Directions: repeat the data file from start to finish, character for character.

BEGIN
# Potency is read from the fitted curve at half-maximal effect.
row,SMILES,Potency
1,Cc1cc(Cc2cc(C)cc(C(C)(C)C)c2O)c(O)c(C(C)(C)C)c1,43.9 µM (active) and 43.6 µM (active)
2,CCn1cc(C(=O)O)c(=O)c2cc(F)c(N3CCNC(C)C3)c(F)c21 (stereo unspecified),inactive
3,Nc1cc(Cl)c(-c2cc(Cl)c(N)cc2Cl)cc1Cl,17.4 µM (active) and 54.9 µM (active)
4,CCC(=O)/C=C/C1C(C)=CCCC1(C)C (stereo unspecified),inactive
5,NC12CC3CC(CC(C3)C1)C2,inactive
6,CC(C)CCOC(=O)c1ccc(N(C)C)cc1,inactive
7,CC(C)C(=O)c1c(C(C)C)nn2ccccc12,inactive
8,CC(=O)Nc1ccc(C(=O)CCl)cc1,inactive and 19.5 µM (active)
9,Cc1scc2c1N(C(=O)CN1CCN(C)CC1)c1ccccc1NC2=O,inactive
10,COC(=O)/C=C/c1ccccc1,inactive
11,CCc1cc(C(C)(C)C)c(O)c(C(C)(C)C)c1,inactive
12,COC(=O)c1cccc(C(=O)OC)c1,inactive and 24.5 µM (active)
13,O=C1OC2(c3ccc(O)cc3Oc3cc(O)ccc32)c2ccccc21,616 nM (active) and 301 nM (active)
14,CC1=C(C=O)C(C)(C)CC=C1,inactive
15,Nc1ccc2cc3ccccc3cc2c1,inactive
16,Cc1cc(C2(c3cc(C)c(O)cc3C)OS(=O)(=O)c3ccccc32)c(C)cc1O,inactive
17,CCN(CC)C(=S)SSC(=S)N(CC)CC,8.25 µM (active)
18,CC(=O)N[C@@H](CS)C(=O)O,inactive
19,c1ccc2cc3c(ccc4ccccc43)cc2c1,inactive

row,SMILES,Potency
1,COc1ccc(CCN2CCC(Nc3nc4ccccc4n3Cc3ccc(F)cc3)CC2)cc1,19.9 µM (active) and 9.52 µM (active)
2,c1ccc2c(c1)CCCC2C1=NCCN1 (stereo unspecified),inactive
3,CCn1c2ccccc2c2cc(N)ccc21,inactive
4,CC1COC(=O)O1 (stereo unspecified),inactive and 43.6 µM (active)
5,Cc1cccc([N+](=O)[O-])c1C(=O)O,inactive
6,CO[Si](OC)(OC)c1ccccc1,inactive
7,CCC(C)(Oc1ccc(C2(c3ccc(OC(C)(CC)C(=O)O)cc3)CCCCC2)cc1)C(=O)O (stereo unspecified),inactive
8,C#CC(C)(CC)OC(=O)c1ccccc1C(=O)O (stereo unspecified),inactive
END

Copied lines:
# Potency is read from the fitted curve at half-maximal effect.
row,SMILES,Potency
1,Cc1cc(Cc2cc(C)cc(C(C)(C)C)c2O)c(O)c(C(C)(C)C)c1,43.9 µM (active) and 43.6 µM (active)
2,CCn1cc(C(=O)O)c(=O)c2cc(F)c(N3CCNC(C)C3)c(F)c21 (stereo unspecified),inactive
3,Nc1cc(Cl)c(-c2cc(Cl)c(N)cc2Cl)cc1Cl,17.4 µM (active) and 54.9 µM (active)
4,CCC(=O)/C=C/C1C(C)=CCCC1(C)C (stereo unspecified),inactive
5,NC12CC3CC(CC(C3)C1)C2,inactive
6,CC(C)CCOC(=O)c1ccc(N(C)C)cc1,inactive
7,CC(C)C(=O)c1c(C(C)C)nn2ccccc12,inactive
8,CC(=O)Nc1ccc(C(=O)CCl)cc1,inactive and 19.5 µM (active)
9,Cc1scc2c1N(C(=O)CN1CCN(C)CC1)c1ccccc1NC2=O,inactive
10,COC(=O)/C=C/c1ccccc1,inactive
11,CCc1cc(C(C)(C)C)c(O)c(C(C)(C)C)c1,inactive
12,COC(=O)c1cccc(C(=O)OC)c1,inactive and 24.5 µM (active)
13,O=C1OC2(c3ccc(O)cc3Oc3cc(O)ccc32)c2ccccc21,616 nM (active) and 301 nM (active)
14,CC1=C(C=O)C(C)(C)CC=C1,inactive
15,Nc1ccc2cc3ccccc3cc2c1,inactive
16,Cc1cc(C2(c3cc(C)c(O)cc3C)OS(=O)(=O)c3ccccc32)c(C)cc1O,inactive
17,CCN(CC)C(=S)SSC(=S)N(CC)CC,8.25 µM (active)
18,CC(=O)N[C@@H](CS)C(=O)O,inactive
19,c1ccc2cc3c(ccc4ccccc43)cc2c1,inactive

row,SMILES,Potency
1,COc1ccc(CCN2CCC(Nc3nc4ccccc4n3Cc3ccc(F)cc3)CC2)cc1,19.9 µM (active) and 9.52 µM (active)
2,c1ccc2c(c1)CCCC2C1=NCCN1 (stereo unspecified),inactive
3,CCn1c2ccccc2c2cc(N)ccc21,inactive
4,CC1COC(=O)O1 (stereo unspecified),inactive and 43.6 µM (active)
5,Cc1cccc([N+](=O)[O-])c1C(=O)O,inactive
6,CO[Si](OC)(OC)c1ccccc1,inactive
7,CCC(C)(Oc1ccc(C2(c3ccc(OC(C)(CC)C(=O)O)cc3)CCCCC2)cc1)C(=O)O (stereo unspecified),inactive
8,C#CC(C)(CC)OC(=O)c1ccccc1C(=O)O (stereo unspecified),inactive